john coughlin

The Metaphysics of Ethics

I'm reading Ethics and the Craft by John Coughlin. It's a good read and its gotten me thinking about the metaphysics of ethics, or if you will, how ethics are enforced. Consider for example the idea that if you do something you'll get back three times what you put out. So if you do harm to someone, you'll get 3x the harm back on you and if you do good you'll get 3x the good visited on you. I've never subscribed to this particular law, but as Coughlin notes, there are people who believe it to be a literal reality, while there are others who teach it, but relate it to three degrees that are part of Wicca. I understand the latter interpretation, but the former interpretation strikes me as unrealistic. Nonetheless I could also see how it could be a reality for the people who believe in it.

So why it is a reality for those people (and no one else)? It's a reality because they believe in it, and because they will subjectively find proof to support the belief  that they will get 3x the benefit or harm, they put out. This is especially true when it comes to harm, and the reason for that is that typically harm is emphasized, in order to discourage people from doing magic for harmful purposes. That emphasis consequently encourages a fixation on the experience of 3x harms moreso than 3x the benefit.

Belief is a powerful tool in magic, but it is double edged, and the beliefs we hold can sometimes cut us, precisely because we believe them and give them power to effect our lives. This is why it is important to examine our ethics (whatever they are) carefully to really determine how those ethics impact us.

I'll admit that I am not the most ethical magician out there. I think one of the reasons I am more "ethical" in my life these days boils down to doing the internal work and working through the dysfunctional beliefs I've held that contributed to the chaos in my life. Doing that work has helped me realize how much the rules we hold ourselves to can be helpful or harmful depending on what we believe. Perhaps this is why I base my ethical decisions on situations as opposed to an overall code for living life. I look at every situation and evaluate how I will respond based on the situation and the contexts and variables effecting the situation. That makes me ethically flexible, which some people would frown upon, but I'm satisfied with that flexibility, and it allows me to factor in my beliefs in, in a way that causes me to examine how those beliefs will impact me.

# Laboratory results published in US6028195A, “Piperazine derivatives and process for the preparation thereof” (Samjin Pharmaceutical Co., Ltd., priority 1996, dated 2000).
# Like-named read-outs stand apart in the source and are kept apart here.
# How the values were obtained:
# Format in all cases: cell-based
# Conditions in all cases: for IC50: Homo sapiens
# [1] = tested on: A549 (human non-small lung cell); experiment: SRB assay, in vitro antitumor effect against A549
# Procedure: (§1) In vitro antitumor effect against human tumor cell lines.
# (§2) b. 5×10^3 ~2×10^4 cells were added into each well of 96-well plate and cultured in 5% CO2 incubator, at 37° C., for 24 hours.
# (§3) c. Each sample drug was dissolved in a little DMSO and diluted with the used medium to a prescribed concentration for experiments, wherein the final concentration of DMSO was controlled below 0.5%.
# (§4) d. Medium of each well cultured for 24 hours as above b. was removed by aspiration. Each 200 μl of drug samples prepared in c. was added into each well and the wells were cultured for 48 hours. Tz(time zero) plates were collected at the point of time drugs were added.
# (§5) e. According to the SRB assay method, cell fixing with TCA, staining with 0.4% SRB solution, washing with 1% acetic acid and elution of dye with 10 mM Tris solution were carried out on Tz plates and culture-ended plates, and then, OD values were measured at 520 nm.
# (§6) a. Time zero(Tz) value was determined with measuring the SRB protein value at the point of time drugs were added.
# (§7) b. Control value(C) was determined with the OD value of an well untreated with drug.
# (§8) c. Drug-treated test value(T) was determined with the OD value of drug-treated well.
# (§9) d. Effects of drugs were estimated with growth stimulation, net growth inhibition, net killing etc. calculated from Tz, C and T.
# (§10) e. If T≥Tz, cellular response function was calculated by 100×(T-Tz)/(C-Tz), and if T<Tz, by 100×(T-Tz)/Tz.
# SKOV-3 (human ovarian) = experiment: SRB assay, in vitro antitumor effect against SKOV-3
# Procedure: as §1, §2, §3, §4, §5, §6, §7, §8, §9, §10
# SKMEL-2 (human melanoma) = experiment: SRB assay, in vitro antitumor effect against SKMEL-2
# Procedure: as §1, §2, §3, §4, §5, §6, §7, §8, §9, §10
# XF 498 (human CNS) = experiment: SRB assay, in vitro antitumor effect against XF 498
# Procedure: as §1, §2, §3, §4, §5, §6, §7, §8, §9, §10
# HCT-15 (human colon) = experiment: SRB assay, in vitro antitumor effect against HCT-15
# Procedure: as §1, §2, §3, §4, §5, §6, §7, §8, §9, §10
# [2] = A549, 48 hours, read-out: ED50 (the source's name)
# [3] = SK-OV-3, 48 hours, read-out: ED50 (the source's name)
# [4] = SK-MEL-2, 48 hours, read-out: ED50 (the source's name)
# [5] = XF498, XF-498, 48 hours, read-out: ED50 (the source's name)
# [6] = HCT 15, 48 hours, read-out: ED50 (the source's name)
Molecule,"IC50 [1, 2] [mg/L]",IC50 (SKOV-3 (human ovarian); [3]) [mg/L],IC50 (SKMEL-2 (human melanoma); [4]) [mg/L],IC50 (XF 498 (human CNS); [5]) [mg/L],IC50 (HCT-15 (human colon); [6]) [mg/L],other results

Esoteric Book Convention day 2 and pictures

I've been meaning to post this all week, and finally got to it today. I did go to a presentation on Sunday: Brandy William's talk on Chaldean Oracles. It was a really interesting talk and gave me quite a bit of appreciation for Brandy's ability as speaker and presenter.

Brandy at her talk

The lighting on that picture isn't great, but there she is, just about ready to do her talk. The rest of the day was spent talking to various people and selling books. What stood out to me about this convention was the intimacy of it. There was a nice crowd of people, and everyone was there to look at (and buy) books, as well as go to the presentations. I got into some wonderful conversations throughout the entire convention.

John and NicoleHere's a picture of John Coughlin, with his wife Nicole. I met John years ago at Winterstar, but only finally saw him again in person at this event. Needless to say the opportunity to connect with him again and talk at length was really something I appreciated. John's sense of humor, in particular, is something I've always liked and he was just as funny this time as the last time I saw him. He also was a co-panelist with us about small press publishing.

John and LupaHere's another picture with Erynn and Bill:

Erynn and BillAnd another picture with Brandy and Phil in his furry Fez

Brandy and Phil

The organizers of this event did a wonderful job. William Kiesel, Michael Kolsun, Catmara Rosarium, and Josh Madara put a lot of effort into this conference as did all the volunteers. The volunteers did a great job of making people feel welcome and the organizers put a really good program together for a first convention. Here's a picture of the four above mentioned people:

William, Cat, Michael, and Josh

Finally here's a picture of Lupa and I at our table of books. We definitely left with a lot less books, which made both her and I happy, and from the look on various faces, made other people happy as well. I definitely look forward to going back next year.

Lupa and Taylor